Whisky Odyssey
Old-fashioned with a twist of the modern 

Clynelish from some of the very best vintages

Clynelish is such a distillery that has a few very famous vintages. One could easily get into a passionate discussion over which year from the early seventies are the best. Indeed, 1971, 1972 and 1973 brought forth some stuff that is from stellar proportions. 

I totally adore the 1972 whisky that was bottled in the Rare Malts Selection. Then, the early eighties, also not too shabby. Even in recent times the 2010 vintage seems to be growing and growing in quality. Maybe we should just conclude that Clynelish is almost always of stellar quality, and that it is never a bad thing to fill the glasses with it. 

Today we go back to 1971, 1982 and 1997, in reverse order.

Clynelish 17 years old, 1997 – 2014, bottled at 46 % abv by Signatory Vintage

Makeup: A bottling in the Un-Chillfiltered Collection. Two hogsheads with the numbers 4616 and 4617 vatted together to an output of 763 bottles, of which mine was number 106. Distilled on 18 April 1997 and bottled on 1 October 2014. Natural colour.

General impressions: The 1997 vintage was one of those uber-waxy Clynelish years that both excelled in fruitiness but also had a multilayered complexity. Sticking my nose in the glass, this also reveals a quite heavy wood tone. But then it quickly shifts gears towards yellow, dry fruit and indeed those candles. If those don’t light up, it might well be there is also some paraffin in there to balance things out. There is a distinct maritime quality binding the whole together. One should never forget Clynelish is a coastal malt.

The taste is very zesty but staying away from spiciness. Leaning towards citrus notes, but one of those mushy ones that have been lying around for too long. No sharp or rough edges, the two casks balancing each other out. The finish has this nice bitter note and leaves a fantastic waxy lingering. Textbook Clynelish, for me also textbook accessible 1997.

Conclusion: This bottle went down like a friendly daily dram. This was around 70 euro back in the day, and for that money you had over the top quality. I had read about some sister casks of this one on Serge Valentin’s Whiskyfun.com reaching the 90 point mark. This one misses maybe a tad too much oomph, but still I am sad the bottle is empty now!

Score: 87 points

Disclaimer: taken from a self-owned (and now empty) bottle.


Clynelish 1982 – 2022, bottled at 48,9 % abv by Malts of Scotland – Warehouse Diamonds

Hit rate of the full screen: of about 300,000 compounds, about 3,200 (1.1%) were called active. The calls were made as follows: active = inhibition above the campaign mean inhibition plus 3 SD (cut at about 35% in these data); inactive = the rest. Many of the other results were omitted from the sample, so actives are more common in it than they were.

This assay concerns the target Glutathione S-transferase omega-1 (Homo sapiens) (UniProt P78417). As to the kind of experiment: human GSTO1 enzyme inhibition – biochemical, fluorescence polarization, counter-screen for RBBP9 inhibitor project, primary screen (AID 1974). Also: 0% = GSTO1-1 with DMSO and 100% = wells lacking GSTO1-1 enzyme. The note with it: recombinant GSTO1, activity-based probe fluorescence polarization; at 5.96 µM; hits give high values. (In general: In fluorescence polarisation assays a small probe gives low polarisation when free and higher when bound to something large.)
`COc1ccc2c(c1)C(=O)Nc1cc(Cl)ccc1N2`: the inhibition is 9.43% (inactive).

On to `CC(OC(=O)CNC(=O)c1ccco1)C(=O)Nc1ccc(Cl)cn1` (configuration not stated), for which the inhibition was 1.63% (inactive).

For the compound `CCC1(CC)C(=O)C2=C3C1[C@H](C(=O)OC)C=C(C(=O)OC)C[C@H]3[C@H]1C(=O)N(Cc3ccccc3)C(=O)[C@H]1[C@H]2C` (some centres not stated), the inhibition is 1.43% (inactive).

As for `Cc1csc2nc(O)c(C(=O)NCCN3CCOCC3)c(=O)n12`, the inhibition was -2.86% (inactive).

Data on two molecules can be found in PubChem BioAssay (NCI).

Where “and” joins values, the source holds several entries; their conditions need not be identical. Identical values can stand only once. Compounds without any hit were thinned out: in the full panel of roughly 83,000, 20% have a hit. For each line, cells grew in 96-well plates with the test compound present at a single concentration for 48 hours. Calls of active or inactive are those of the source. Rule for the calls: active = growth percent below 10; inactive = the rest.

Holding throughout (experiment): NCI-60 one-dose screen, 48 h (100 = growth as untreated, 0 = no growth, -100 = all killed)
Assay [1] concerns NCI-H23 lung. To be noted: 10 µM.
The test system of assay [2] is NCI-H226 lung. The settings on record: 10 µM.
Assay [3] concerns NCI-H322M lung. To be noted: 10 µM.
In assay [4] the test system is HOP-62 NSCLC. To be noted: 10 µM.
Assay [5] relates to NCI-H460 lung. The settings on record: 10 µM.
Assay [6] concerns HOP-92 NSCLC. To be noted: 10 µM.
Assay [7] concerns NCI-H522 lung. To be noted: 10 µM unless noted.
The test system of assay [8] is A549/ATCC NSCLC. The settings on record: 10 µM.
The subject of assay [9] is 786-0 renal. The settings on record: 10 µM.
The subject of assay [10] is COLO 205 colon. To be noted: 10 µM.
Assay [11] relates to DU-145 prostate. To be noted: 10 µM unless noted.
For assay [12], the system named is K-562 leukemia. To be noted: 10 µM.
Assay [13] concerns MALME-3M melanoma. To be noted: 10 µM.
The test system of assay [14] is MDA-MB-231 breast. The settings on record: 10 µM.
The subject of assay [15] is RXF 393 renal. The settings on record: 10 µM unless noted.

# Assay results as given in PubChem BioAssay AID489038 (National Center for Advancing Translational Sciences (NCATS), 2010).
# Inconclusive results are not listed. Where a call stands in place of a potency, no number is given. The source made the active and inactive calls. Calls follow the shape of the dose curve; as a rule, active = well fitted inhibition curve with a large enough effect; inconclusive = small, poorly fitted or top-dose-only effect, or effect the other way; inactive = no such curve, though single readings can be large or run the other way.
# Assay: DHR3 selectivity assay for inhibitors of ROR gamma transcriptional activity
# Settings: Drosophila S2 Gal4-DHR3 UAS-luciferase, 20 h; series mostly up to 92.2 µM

Makeup: Taken from a bourbon hogshead numbered 22038 by MoS themselves. Only 145 bottles came from the cask but we are talking about a 40 year old whisky here.

General impressions: It needs some time to breathe, but then it opens up. At first a very oily and industrial character, but then the typical waxy note reveals itself. Contrary to many Clynelish, I find a very a-typical menthol freshness in this 1982 Clynelish. It does give a new twist.

Taking a sip makes me realize that this is the most (tropical) fruity of the three presented in this blog. But there is also something delightfully nostalgic about this Clynelish, like it has an old soul. There is such diversity in this expression, ranging from a slight smoky (even peaty) note to a floral impression one would easier associate with a Lowland whisky. Is that flaw or strength, this weird unbalance?

Conclusion: A whisky with many faces. I think it works well, you can discover something new with every sip you take. I did not bother with water. It was too soft to add a drop. This one has quite a story to tell, a bottle you can spend a few years with. Maybe even 40 years, I had to pinch myself to remind me of the fact this whisky is indeed so mature.

Score: 91 points
Disclaimer: sample acquired through membership of a Blind Tasting Bottle Club.

Clynelish 35 years old, 1971 – 2006, bottled at 46,5 % abv by Douglas Laing

Makeup: Taken from what I believe to be a single cask, (still) yielding 246 bottles. Bottled in the Old & Rare – Platinum Collection.

General impressions: This is the überwaxy Clynelish we all have come to love. A very “yellow” whisky with impressions of banana and peaches, but also a dusty side like candles lying in a box waiting to be taken and burned to a knob. The wood comes through in this oldie. Where I said before Clynelish is a coastal malt, this one seems very mellow and balanced out. Still very vibrant after 35 years in the cask, just like the 1982. I am struggling to describe the darker side of this Clynelish. There is wood tasting like milk chocolate, bordering on bitter but not going over the top. The wax on this one is truly exceptional. And the aroma keeps on developing. A league of its own.

Conclusion: An Eulogy to The Last Sample of this Giant. This is an example of a Clynelish that cemented the reputation for being a waxy, extremely honeyed single malt whisky. I revisited this legend a few times in the last few years because I had a generous 10 cl sample. It still leaves me speechless, and now forever because I have no more.

Score: 93 points
Disclaimer: taken from a self-owned sample.

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